The FOMC Playbook Has Not Changed

Last week when I wrote ahead of Bernankes Jackson Hole speech, I stated that I thought that not much would come of it in the way of an explicit QE3 announcement. I was expecting to hear “language to the effect of ‘should things deteriorate further and the overall price level drop we can do X.’ ” From the speech:

In addition to refining our forward guidance, the Federal Reserve has a range of tools that could be used to provide additional monetary stimulus. We discussed the relative merits and costs of such tools at our August meeting. We will continue to consider those and other pertinent issues, including of course economic and financial developments, at our meeting in September, which has been scheduled for two days (the 20th and the 21st) instead of one to allow a fuller discussion. The Committee will continue to assess the economic outlook in light of incoming information and is prepared to employ its tools as appropriate to promote a stronger economic recovery in a context of price stability.

While he gave no specifics of what might be done, that was a pretty clear indication that they were keeping an eye on things and would act should conditions warrant in their eyes.  

Since that speech, we’ve had the release of the FOMC minutes and various Central Bankers around the world have commented on the state of affairs. The most interesting part was this excerpt:

In the discussion of monetary policy for the period ahead, most members agreed that the economic outlook had deteriorated by enough to warrant a Committee response at this meeting. While all felt that monetary policy could not completely address the various strains on the economy, most members thought that it could contribute importantly to better outcomes in terms of the Committee’s dual mandate of maximum employment and price stability. In particular, some members expressed the view that additional accommodation was warranted because they expected the unemployment rate to remain well above, and inflation to be at or below, levels consistent with the Committee’s mandate.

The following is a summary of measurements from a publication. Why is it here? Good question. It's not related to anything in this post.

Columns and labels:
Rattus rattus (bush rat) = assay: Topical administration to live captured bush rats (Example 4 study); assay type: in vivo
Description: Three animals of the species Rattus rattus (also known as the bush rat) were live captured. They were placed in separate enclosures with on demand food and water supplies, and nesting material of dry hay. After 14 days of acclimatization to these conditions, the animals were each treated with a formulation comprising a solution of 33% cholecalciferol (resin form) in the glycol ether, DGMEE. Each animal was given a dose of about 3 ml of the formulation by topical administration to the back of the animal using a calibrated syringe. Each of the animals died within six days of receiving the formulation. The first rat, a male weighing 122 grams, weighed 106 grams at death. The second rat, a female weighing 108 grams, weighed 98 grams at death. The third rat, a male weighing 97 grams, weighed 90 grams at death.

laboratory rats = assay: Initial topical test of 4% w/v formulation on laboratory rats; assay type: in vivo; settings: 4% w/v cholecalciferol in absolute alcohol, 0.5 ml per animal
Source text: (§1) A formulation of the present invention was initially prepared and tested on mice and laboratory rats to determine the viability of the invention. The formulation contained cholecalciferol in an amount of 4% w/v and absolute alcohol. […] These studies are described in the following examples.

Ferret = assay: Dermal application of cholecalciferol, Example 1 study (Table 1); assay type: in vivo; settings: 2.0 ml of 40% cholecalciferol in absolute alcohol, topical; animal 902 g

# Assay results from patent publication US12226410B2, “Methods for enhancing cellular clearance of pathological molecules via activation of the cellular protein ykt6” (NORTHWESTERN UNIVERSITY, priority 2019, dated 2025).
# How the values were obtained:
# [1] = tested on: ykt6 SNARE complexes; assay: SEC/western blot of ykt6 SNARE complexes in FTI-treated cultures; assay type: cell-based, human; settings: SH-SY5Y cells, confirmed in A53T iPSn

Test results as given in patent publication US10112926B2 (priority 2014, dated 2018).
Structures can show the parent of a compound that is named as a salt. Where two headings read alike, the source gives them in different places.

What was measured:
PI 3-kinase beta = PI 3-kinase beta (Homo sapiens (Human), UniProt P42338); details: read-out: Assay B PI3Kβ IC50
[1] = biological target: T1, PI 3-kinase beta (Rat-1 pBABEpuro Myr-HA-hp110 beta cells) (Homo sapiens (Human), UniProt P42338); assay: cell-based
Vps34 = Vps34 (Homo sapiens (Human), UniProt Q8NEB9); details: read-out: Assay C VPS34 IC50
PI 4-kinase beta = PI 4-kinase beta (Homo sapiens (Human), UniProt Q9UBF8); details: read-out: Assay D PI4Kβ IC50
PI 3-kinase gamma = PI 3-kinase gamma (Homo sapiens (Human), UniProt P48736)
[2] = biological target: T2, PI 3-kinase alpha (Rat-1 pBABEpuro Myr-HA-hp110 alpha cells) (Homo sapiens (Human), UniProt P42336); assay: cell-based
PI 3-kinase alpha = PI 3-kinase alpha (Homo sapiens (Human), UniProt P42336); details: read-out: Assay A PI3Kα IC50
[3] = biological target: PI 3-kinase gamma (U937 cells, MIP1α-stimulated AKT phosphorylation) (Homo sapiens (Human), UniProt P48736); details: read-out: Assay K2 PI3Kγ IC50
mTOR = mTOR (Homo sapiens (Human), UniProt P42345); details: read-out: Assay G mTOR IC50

This backs up my assertion that more easing is on the way, and it’s just a matter of time. Most of the Committee would have supported an explicit easing program, but the dissenters (of which there happened to be 3) prevented it. Instead they ‘settled’ for less vague language in defining the length of time they would remain accommodative with respect to the Funds rate, instead of the usual ‘extended period.’

The bold sentence highlights how out of touch the Fed really is. The sentence reads as though through printing money and goosing asset prices, unemployment can be reduced. This is ridiculous given the fact that the Federal Reserve has engaged in unprecedented action since 2008 has not budged the unemployment needle, and has made things worse by some measures. With respect to inflation, at 3.6% year over year inflation by official measures, one can hardly suggest that inflation is to remain at low levels when advocating the contiuation the drivers of those price increases (currency devaluation via  accommodation).

That doesn’t seem to bother the Central Bankers though. Dennis Lockhart, and Naranya Kocherlakota seem to be ok with the current stance of the Fed, yet both have said they’ll move to ease further if things go awry Charles Evans, and Bank of England member Adam Posen believe that we should already be doing stimulus now and  we shouldn’t waste anymore time in hitting  Ctrl-P. Regardless, markets should be aware of the fact that Central Banks will ease again, regardless of the consequences, and regardless of the diminishing returns of each additional effort.


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